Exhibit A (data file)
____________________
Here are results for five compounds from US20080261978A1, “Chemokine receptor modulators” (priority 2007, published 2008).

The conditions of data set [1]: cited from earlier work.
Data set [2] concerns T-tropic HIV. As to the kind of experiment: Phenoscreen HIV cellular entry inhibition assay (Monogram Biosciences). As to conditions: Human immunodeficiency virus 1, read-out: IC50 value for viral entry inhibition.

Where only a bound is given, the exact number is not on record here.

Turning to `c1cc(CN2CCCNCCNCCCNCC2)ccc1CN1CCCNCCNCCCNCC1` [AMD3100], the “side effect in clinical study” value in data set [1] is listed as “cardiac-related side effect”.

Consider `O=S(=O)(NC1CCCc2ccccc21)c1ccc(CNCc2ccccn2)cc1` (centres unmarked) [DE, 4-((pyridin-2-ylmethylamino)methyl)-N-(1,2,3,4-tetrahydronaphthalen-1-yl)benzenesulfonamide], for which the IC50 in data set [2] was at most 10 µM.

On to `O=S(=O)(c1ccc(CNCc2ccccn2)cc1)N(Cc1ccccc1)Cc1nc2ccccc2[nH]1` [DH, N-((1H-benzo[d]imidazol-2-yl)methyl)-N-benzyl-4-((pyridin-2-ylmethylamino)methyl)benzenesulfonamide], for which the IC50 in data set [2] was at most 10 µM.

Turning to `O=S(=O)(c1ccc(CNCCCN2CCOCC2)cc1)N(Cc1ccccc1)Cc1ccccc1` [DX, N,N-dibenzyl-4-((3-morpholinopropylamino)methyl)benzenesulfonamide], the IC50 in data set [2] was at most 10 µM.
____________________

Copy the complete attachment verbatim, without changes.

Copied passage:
Here are results for five compounds from US20080261978A1, “Chemokine receptor modulators” (priority 2007, published 2008).

The conditions of data set [1]: cited from earlier work.
Data set [2] concerns T-tropic HIV. As to the kind of experiment: Phenoscreen HIV cellular entry inhibition assay (Monogram Biosciences). As to conditions: Human immunodeficiency virus 1, read-out: IC50 value for viral entry inhibition.

Where only a bound is given, the exact number is not on record here.

Turning to `c1cc(CN2CCCNCCNCCCNCC2)ccc1CN1CCCNCCNCCCNCC1` [AMD3100], the “side effect in clinical study” value in data set [1] is listed as “cardiac-related side effect”.

Consider `O=S(=O)(NC1CCCc2ccccc21)c1ccc(CNCc2ccccn2)cc1` (centres unmarked) [DE, 4-((pyridin-2-ylmethylamino)methyl)-N-(1,2,3,4-tetrahydronaphthalen-1-yl)benzenesulfonamide], for which the IC50 in data set [2] was at most 10 µM.

On to `O=S(=O)(c1ccc(CNCc2ccccn2)cc1)N(Cc1ccccc1)Cc1nc2ccccc2[nH]1` [DH, N-((1H-benzo[d]imidazol-2-yl)methyl)-N-benzyl-4-((pyridin-2-ylmethylamino)methyl)benzenesulfonamide], for which the IC50 in data set [2] was at most 10 µM.

Turning to `O=S(=O)(c1ccc(CNCCCN2CCOCC2)cc1)N(Cc1ccccc1)Cc1ccccc1` [DX, N,N-dibenzyl-4-((3-morpholinopropylamino)methyl)benzenesulfonamide], the IC50 in data set [2] was at most 10 µM.